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The National Rifle Association is out with a Top 10-style list detailing why President Barack Obama is anti-gun. We’re investigating several of the claims on the list. You can see all our fact-checks by clicking back here throughout the week.
Today, we tackle the No. 6 reason why President Barack Obama is bad news for the Second Amendment: "Obama is trying to slash funding for the Armed Pilots Program designed to prevent terror attacks."
(For the record, the NRA list doesn’t rank one reason as being worse than another, so the fact that this claim is No. 6 doesn’t mean it's more serious than, say, No. 10, "Obama admits he's coming for our guns ...")
The "Armed Pilots Program" is officially called the Federal Flight Deck Officer Program, which was created after the Sept. 11, 2001, terrorist attacks. It’s pretty much what it sounds like.
The federal government has budgeted $25 million a year to deputize and train volunteer commercial pilots to carry firearms on commercial flights. The federal government has not said how many pilots take part.
In the FY 2013 budget, Obama proposed to cut the program’s funding roughly in half, to $12 million.
Here’s how the administration explained the cut in its budget request:
"The Administration proposes to reduce funding for the FFDO program (i.e., deputized, armed pilots) in 2013. As the Transportation Security Administration (TSA) focuses its aviation security activities on programs that mitigate the highest amount of risk at the lowest cost, the Budget has prioritized funding in the same manner. The voluntary FFDO program was created as a ‘last defense’ layer of security at a time when comprehensive aviation screening and other physical security measures were not fully developed or deployed on a system-wide basis. Since 2001, however, there have been a number of enhancements to aviation security. TSA now conducts 100 percent screening of all passengers and their carryon items, has overseen installation of reinforced and locking cockpit doors on aircraft that operate in U.S. airspace, and has increased passenger and flight crew awareness to address security risks. Combined, these improvements have greatly lowered the chances of unauthorized cockpit access and represent a comprehensive and redundant risk-mitigation strategy that begins well before passengers board the aircraft."
In short, the Obama administration said that arming pilots isn’t as important as it use to be, given other security improvements.
Transportation Security Administrator John Pistole also said that the agency has had trouble coordinating schedules of armed pilots, whose flights are set by the airlines, with those of U.S. air marshals managed by the TSA, according to Bloomberg. "In an ideal world, one without budget constraints, we would fully fund the program. We’re not in that environment, so we are taking reductions," he said.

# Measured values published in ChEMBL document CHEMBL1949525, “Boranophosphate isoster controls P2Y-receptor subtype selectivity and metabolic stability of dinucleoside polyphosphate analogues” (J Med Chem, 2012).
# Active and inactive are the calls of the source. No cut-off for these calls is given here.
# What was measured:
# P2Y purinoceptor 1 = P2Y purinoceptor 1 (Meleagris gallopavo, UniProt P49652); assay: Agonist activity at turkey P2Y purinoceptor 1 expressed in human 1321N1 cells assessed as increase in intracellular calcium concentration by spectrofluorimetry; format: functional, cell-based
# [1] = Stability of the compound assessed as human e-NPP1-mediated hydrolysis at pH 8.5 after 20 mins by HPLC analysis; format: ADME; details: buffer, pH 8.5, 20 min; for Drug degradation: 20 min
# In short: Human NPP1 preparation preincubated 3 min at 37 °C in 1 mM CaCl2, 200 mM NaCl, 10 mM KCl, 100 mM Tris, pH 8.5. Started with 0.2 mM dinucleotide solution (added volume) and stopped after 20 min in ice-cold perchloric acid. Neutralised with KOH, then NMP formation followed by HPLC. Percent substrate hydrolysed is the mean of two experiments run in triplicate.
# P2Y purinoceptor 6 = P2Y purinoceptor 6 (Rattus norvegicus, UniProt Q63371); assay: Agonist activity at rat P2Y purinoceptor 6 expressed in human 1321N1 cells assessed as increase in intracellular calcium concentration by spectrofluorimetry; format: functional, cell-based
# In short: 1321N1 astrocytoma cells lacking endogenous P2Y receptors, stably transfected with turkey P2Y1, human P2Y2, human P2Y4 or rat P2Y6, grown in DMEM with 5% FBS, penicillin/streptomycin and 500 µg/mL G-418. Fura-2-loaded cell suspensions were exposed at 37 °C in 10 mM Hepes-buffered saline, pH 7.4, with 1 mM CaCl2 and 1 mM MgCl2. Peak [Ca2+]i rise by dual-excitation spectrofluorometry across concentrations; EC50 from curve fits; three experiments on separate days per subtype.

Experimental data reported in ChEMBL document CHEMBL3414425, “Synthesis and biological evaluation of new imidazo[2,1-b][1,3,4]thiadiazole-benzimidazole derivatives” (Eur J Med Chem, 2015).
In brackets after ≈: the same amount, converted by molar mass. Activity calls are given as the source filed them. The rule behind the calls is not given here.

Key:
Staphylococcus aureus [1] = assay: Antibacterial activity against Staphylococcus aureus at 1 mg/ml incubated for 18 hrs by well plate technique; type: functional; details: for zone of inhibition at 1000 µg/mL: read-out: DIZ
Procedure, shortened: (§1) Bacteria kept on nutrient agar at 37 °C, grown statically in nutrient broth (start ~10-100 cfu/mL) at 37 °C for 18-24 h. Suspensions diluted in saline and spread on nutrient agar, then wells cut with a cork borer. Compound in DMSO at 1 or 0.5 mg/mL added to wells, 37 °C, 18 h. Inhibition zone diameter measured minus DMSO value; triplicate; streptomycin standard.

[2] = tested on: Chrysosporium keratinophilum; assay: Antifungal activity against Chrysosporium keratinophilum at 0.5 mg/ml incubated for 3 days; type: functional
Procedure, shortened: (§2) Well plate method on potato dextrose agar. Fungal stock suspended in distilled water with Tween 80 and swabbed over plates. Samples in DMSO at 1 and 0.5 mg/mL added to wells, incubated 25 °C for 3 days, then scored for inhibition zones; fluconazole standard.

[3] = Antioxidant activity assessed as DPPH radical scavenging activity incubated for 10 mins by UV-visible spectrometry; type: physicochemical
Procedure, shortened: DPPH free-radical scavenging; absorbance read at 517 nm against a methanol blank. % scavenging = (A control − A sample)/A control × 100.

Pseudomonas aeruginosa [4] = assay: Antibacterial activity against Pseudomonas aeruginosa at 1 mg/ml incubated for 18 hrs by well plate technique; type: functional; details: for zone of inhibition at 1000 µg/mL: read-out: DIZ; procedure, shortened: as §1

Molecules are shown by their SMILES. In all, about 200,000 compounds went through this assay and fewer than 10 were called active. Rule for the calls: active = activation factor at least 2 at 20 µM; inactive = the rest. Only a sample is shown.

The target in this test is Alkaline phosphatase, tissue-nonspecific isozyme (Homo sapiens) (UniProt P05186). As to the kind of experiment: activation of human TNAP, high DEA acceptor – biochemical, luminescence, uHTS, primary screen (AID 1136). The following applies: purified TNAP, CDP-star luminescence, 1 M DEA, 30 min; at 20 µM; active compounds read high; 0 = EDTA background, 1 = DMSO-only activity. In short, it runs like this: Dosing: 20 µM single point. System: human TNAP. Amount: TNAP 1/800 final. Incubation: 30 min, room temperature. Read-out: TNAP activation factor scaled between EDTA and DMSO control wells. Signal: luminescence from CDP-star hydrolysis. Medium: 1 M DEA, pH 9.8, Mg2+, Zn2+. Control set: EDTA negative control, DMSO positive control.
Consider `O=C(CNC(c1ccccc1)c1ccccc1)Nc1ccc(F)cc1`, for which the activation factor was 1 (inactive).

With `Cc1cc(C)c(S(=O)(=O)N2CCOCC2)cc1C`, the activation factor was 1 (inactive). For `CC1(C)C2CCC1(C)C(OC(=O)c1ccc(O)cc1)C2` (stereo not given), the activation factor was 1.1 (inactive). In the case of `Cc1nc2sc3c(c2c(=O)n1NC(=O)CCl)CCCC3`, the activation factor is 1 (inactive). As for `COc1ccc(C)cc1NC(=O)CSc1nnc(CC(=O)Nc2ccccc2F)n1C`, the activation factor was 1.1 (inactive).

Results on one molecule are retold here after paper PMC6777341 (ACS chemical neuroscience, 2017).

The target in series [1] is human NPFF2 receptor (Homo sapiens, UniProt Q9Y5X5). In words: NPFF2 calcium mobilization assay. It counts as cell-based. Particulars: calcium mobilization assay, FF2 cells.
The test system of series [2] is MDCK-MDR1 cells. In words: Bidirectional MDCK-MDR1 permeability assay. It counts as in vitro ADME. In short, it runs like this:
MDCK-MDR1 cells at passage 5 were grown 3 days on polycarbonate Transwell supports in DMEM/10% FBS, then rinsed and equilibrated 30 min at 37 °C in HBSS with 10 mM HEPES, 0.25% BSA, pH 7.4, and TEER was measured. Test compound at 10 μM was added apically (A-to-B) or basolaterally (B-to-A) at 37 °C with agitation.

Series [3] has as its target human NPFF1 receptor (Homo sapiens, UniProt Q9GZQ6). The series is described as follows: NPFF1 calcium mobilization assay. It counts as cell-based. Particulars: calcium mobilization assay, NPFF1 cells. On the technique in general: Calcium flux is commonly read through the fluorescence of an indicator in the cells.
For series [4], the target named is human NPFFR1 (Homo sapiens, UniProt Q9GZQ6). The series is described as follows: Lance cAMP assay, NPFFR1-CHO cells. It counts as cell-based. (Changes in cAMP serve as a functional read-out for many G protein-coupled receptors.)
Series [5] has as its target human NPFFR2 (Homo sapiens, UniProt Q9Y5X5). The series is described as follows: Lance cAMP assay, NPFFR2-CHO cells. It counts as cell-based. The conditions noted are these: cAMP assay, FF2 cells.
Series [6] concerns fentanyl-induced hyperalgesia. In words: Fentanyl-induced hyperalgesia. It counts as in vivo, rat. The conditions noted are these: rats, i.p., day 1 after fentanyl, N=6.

The Republican-led House disagreed.
On June 6, 2012, the House voted not only to reverse Obama’s proposed cuts but to increase the program’s budget to $35 million.
"9/11 woke us up to the reality that we live in a dangerous world. With varied and ever-emerging threats, every effort should be made to make air travel as safe as possible," said Rep. Chip Cravaack, R-Minn., who sponsored the amendment. (Cravaack is a former Northwest Airlines pilot who says he was in the Armed Pilots Program.)
Lastly we checked with Brian Darling, a senior fellow for government studies at the conservative Heritage Foundation who has been following the issue. Darling noted that the Armed Pilots Program had been funded at the same level since its inception, and that Obama’s decision to cut the program in half seems more like a policy choice than something prompted by budget constraints.
Still, the savings are relatively small. The $12 million-$13 million in potential savings comprises about 0.15 percent of the entire TSA $7.6 billion proposed budget.
The NRA claimed that Obama is "trying to slash funding for the Armed Pilots Program designed to prevent terror attacks."
The Armed Pilots Program was created post-Sept. 11, 2001, to serve as a last-line of defense in a terror attack. And Obama, in his FY 2013 budget proposal, did propose cutting the budget for the program in half.
Obama says the program isn’t as critical as it once was. But that doesn’t contradict the NRA’s claim. We rate it True.
NRA, "Ten Reasons Why Obama is Bad News for the Second Amendment," accessed June 12, 2012
Interview with Brian Darling, Heritage Foundation, June 11, 2012
President Obama’s FY 2013 Budget, accessed June 11, 2012
Obama’s proposed TSA budget, accessed June 11, 2012
Bloomberg, "Pistole Defends Cuts in Armed-Pilot Program," Feb. 28, 2012
U.S. Rep. Chip Cravaack, "Cravaack Passes Amendment to Improve U.S. Aviation Security in Opposition to Obama's Planned Disarming of Federal Flight Deck Officers," June 6, 2012
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